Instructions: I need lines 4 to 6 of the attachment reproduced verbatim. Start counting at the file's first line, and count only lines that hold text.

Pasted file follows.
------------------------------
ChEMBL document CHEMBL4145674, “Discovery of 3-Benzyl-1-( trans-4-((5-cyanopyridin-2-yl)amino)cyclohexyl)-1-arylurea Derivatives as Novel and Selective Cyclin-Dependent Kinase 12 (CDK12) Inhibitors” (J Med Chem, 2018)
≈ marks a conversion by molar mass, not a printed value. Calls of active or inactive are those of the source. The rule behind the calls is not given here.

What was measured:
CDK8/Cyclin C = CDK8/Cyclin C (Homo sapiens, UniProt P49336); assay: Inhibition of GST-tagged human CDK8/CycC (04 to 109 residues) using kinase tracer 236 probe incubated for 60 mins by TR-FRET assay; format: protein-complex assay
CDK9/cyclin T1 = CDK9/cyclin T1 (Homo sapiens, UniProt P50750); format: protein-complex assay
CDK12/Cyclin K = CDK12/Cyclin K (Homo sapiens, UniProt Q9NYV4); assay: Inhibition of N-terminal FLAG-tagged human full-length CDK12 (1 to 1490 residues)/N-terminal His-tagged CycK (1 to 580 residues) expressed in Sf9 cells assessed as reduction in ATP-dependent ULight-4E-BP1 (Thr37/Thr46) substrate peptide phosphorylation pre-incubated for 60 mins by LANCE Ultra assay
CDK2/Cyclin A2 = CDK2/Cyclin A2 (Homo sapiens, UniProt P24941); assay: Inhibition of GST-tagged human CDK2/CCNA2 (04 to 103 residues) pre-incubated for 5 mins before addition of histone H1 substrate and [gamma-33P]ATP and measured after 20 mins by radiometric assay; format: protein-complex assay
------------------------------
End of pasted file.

CDK8/Cyclin C = CDK8/Cyclin C (Homo sapiens, UniProt P49336); assay: Inhibition of GST-tagged human CDK8/CycC (04 to 109 residues) using kinase tracer 236 probe incubated for 60 mins by TR-FRET assay; format: protein-complex assay
CDK9/cyclin T1 = CDK9/cyclin T1 (Homo sapiens, UniProt P50750); format: protein-complex assay
CDK12/Cyclin K = CDK12/Cyclin K (Homo sapiens, UniProt Q9NYV4); assay: Inhibition of N-terminal FLAG-tagged human full-length CDK12 (1 to 1490 residues)/N-terminal His-tagged CycK (1 to 580 residues) expressed in Sf9 cells assessed as reduction in ATP-dependent ULight-4E-BP1 (Thr37/Thr46) substrate peptide phosphorylation pre-incubated for 60 mins by LANCE Ultra assay